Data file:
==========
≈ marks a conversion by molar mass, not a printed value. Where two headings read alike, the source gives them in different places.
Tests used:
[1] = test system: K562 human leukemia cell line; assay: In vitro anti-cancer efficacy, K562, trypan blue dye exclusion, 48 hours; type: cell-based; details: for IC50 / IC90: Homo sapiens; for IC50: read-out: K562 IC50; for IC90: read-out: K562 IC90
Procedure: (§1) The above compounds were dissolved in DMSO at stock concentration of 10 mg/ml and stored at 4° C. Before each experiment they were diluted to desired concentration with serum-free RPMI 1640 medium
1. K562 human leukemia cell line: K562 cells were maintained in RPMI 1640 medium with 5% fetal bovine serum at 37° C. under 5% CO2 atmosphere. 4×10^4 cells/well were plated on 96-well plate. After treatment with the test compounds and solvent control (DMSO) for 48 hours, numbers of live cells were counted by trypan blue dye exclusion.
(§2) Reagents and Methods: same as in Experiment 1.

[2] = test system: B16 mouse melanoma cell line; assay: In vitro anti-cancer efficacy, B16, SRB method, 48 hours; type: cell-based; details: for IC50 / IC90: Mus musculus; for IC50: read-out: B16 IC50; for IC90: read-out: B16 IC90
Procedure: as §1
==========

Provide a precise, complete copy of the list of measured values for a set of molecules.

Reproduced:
≈ marks a conversion by molar mass, not a printed value. Where two headings read alike, the source gives them in different places.
Tests used:
[1] = test system: K562 human leukemia cell line; assay: In vitro anti-cancer efficacy, K562, trypan blue dye exclusion, 48 hours; type: cell-based; details: for IC50 / IC90: Homo sapiens; for IC50: read-out: K562 IC50; for IC90: read-out: K562 IC90
Procedure: (§1) The above compounds were dissolved in DMSO at stock concentration of 10 mg/ml and stored at 4° C. Before each experiment they were diluted to desired concentration with serum-free RPMI 1640 medium
1. K562 human leukemia cell line: K562 cells were maintained in RPMI 1640 medium with 5% fetal bovine serum at 37° C. under 5% CO2 atmosphere. 4×10^4 cells/well were plated on 96-well plate. After treatment with the test compounds and solvent control (DMSO) for 48 hours, numbers of live cells were counted by trypan blue dye exclusion.
(§2) Reagents and Methods: same as in Experiment 1.

[2] = test system: B16 mouse melanoma cell line; assay: In vitro anti-cancer efficacy, B16, SRB method, 48 hours; type: cell-based; details: for IC50 / IC90: Mus musculus; for IC50: read-out: B16 IC50; for IC90: read-out: B16 IC90
Procedure: as §1